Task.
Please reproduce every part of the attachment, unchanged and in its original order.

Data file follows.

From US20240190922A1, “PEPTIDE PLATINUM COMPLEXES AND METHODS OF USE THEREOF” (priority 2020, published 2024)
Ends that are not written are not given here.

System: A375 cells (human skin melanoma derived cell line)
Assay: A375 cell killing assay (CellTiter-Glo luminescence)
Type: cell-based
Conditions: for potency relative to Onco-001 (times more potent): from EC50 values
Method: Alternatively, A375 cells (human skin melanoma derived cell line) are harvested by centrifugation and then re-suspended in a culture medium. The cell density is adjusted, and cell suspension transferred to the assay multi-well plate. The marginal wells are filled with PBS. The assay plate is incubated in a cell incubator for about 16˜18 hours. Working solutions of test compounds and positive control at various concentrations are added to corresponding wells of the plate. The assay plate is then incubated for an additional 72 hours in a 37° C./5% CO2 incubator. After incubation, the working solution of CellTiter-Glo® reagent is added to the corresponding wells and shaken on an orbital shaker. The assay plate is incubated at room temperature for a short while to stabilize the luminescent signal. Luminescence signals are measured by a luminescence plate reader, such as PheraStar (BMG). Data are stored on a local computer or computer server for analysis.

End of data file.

From US20240190922A1, “PEPTIDE PLATINUM COMPLEXES AND METHODS OF USE THEREOF” (priority 2020, published 2024)
Ends that are not written are not given here.

System: A375 cells (human skin melanoma derived cell line)
Assay: A375 cell killing assay (CellTiter-Glo luminescence)
Type: cell-based
Conditions: for potency relative to Onco-001 (times more potent): from EC50 values
Method: Alternatively, A375 cells (human skin melanoma derived cell line) are harvested by centrifugation and then re-suspended in a culture medium. The cell density is adjusted, and cell suspension transferred to the assay multi-well plate. The marginal wells are filled with PBS. The assay plate is incubated in a cell incubator for about 16˜18 hours. Working solutions of test compounds and positive control at various concentrations are added to corresponding wells of the plate. The assay plate is then incubated for an additional 72 hours in a 37° C./5% CO2 incubator. After incubation, the working solution of CellTiter-Glo® reagent is added to the corresponding wells and shaken on an orbital shaker. The assay plate is incubated at room temperature for a short while to stabilize the luminescent signal. Luminescence signals are measured by a luminescence plate reader, such as PheraStar (BMG). Data are stored on a local computer or computer server for analysis.